It is reasonable to recognize parallels between the environment of 2002-2003 and today. Fed monetary policy is normalizing, and interest rates are likely to remain elevated for the foreseeable future. Fast-growing technology stocks won’t have the built-in advantage that existed before with interest rates incredibly low while inflation remained reliably modest. In the previous 12 years, a child could have thrown darts at the top ten of the S&P 500 and come out a winner. That environment is behind us. Today, we have re-entered an era that is more akin to your grandparents’ stock market, – one where fundamental value is a difference maker, and the opportunities for success will require individual thought and no longer following the herd. In this environment, it is less likely that a narrow group of stocks at the top of the S&P 500 will again dominate the market, as was the case in the previous 12 years.

Patiently riding out the storm
Yet many of you are asking, “when will we reach the bottom of the painful bear market of 2022?” It is not possible to provide a precise answer to this question. A year ago, officials from the Fed famously pronounced that inflation was “transitory.” They were wrong then, and the bear market today reflects a lack of confidence in the Fed’s ability to tame inflation without forcing the economy into a recession. There is legitimate worry that the Fed will be forced to continue raising interest rates aggressively in order to counter the effects of the previous policies of unsustainable government stimulus and the printing of money. This risk is not lost on us, and we recognize that the market is susceptible to further, short-term declines.

Yet even the most pessimistic scenarios for today’s environment do not signal “the end of prosperity,” or that future generations are doomed to “face progressively lower standards of living”. History is replete with examples of the marketplace responding to challenges society faces. Consider that back in the 1970s (not that long ago), this newsletter would have been written on a typewriter (maybe a “high-tech” IBM Selectric with a self-correcting ribbon), mimeographed and sent by the mail on plain paper in black and white – no visual elements, charts, or cartoons included. Things changed drastically after that time, not just in word processing, but in computing power, communications technology, medical innovations, and even transportation. Ironically, in Ohio, the heart of the rust belt, Intel recently broke ground on a $20 billion semiconductor manufacturing facility that will not only help reassert the United States as a major technology manufacturer, but also create thousands of jobs.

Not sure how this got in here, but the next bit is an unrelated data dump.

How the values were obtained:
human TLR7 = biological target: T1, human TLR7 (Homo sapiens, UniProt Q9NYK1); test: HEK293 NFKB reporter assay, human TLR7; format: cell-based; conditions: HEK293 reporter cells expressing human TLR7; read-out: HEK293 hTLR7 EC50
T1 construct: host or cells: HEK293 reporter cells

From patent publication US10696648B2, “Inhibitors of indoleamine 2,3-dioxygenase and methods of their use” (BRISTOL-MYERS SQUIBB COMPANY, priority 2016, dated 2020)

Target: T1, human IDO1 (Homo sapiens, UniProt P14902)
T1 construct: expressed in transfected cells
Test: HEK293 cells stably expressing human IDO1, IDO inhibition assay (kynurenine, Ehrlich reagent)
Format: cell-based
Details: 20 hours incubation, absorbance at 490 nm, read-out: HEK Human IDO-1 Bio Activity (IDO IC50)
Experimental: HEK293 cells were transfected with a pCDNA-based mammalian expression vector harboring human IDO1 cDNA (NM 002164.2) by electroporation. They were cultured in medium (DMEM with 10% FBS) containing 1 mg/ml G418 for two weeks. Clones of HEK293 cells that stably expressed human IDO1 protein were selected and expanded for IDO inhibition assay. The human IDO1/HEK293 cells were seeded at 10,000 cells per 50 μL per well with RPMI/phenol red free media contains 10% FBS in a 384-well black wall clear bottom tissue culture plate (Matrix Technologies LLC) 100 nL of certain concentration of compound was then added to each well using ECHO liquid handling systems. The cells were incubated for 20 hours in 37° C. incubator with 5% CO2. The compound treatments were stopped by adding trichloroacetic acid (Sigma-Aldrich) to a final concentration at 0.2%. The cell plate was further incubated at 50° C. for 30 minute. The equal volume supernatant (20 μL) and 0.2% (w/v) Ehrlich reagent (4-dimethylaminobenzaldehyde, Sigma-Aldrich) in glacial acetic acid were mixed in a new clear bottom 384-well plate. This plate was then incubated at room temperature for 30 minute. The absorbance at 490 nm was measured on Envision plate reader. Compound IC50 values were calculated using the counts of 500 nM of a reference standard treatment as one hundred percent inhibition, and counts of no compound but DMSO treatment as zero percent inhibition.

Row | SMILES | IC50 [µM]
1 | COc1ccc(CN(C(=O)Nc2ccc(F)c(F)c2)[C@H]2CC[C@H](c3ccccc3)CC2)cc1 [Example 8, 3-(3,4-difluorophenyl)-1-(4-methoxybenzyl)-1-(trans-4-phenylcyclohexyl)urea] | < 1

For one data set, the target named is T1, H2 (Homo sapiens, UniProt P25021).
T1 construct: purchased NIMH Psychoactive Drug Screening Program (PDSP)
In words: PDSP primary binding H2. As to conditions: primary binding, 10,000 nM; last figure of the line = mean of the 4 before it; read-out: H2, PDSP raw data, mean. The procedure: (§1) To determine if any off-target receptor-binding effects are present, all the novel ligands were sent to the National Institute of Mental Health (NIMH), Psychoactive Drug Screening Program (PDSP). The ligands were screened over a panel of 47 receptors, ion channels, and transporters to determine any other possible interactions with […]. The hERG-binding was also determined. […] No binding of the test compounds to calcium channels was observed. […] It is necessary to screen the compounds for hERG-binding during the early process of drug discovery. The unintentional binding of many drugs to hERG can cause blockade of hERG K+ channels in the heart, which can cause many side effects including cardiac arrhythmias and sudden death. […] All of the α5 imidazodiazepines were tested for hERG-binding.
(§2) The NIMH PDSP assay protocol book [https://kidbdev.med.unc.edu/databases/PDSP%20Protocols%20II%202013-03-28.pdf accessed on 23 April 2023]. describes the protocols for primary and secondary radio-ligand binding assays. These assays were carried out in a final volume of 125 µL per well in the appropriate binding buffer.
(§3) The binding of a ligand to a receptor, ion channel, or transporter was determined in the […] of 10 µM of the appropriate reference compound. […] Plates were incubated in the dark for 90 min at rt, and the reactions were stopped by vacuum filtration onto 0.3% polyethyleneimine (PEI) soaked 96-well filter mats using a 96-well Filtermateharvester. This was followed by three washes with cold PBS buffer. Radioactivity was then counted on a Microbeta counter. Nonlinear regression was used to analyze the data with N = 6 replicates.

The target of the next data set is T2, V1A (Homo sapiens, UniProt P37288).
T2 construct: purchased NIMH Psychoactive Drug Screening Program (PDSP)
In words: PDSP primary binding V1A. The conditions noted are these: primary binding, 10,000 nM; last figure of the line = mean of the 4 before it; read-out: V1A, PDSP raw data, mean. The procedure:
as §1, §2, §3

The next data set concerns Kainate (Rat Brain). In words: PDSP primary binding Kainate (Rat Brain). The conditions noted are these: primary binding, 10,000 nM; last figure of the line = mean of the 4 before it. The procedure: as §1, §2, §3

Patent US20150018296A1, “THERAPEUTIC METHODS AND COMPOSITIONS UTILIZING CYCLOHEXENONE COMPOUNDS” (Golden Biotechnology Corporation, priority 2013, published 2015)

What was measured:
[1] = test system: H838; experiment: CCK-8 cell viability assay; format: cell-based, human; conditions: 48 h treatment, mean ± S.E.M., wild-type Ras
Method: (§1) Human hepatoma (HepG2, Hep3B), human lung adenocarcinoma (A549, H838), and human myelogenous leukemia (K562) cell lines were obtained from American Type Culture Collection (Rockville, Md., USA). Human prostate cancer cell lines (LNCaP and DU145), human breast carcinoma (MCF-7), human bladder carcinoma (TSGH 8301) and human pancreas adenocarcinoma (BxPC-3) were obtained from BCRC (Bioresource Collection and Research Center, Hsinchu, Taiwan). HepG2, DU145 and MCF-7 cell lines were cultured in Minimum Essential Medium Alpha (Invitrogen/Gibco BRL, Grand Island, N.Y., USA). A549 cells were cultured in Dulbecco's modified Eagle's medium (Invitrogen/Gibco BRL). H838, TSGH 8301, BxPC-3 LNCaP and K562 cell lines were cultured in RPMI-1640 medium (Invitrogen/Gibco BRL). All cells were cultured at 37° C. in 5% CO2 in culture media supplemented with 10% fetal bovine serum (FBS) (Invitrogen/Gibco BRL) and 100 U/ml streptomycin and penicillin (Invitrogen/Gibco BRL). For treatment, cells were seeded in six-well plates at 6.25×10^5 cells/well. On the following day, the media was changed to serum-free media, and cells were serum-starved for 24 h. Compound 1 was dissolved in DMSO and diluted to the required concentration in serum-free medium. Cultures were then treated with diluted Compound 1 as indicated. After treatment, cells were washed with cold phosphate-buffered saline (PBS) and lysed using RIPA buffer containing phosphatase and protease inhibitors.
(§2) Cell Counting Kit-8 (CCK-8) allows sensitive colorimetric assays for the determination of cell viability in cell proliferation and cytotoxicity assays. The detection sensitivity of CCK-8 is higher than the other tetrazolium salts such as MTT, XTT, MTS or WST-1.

Investors need to remember that the world, and the financial markets, are constantly evolving, and new opportunities for wealth creation emerge again and again. Our investment approach is more concerned with these future developments rather than if the Dow Jones Industrial Average drops another 1,000 points next month. Our deliberately constructed portfolio is focused on identifying stocks of real value, and in companies positioned to make a meaningful difference in the future. This approach has historically proven to be rewarding for investors who can patiently wait out challenging periods in the market such as we’re experiencing today.

There’s a golden opportunity today to pick through the rubble and find tremendous bargains. History has repeatedly shown that fair valuation is the greatest source of protection against permanent loss of capital. And given the secular change in today’s market, stocks of companies with tremendous future potential, representing incredibly compressed values like those available in our portfolio today, offer a potentially transformative opportunity to build prosperity. As always, but now more than in previous times, patience is key.


1Cine, Simone, “Wealth accumulation and inter-generational inequality with inverted population pyramids,” Central Bank of Ireland, August 2022.

2Sommer, Jeff, “Bonds May Be Having Their Worst Year Yet,” New York Times, Sep. 30, 2022.

Established in 1995, Minneapolis Portfolio Management Group, LLC actively manages separate accounts for individuals, families, trusts, retirement funds, and institutions. Our proven value-oriented investment philosophy has created long-term wealth for our clients.

Visit our website at: www.MPMGLLC.com

Although the information in this document has been carefully prepared and is believed to be accurate as of the date of publication, it has not been independently verified as to its accuracy or completeness. Information and data included in this document are subject to change based on market and other condition. All prices mentioned above are as of the close of business on the last day of the quarter unless otherwise noted. Market returns discussed in this letter are total returns (including reinvestment of dividends) unless otherwise noted.

The information in this document should not be considered a recommendation to purchase any particular security. There is no assurance that any of the securities noted will be in, or remain in, an account portfolio at the time you receive this document. It should not be assumed that any of the holdings discussed were or will prove to be profitable, or that the investment recommendations or decisions we make in the future will be profitable. The past performance of investments made by MPMG does not guarantee the success of MPMG’s future investments. As with any investment, there can be no assurance that MPMG’s investment objective will be achieved or that an investor will not lose a portion or all of its investment.

Companies mentioned in this document were chosen based on MPMG’s view of the products and/or services offered or provided by the companies in light of current economic and market observations and reported trends.  For a complete listing of MPMG’s recommendations over the preceding 12 months, please contact MPMG at (612) 334-2000.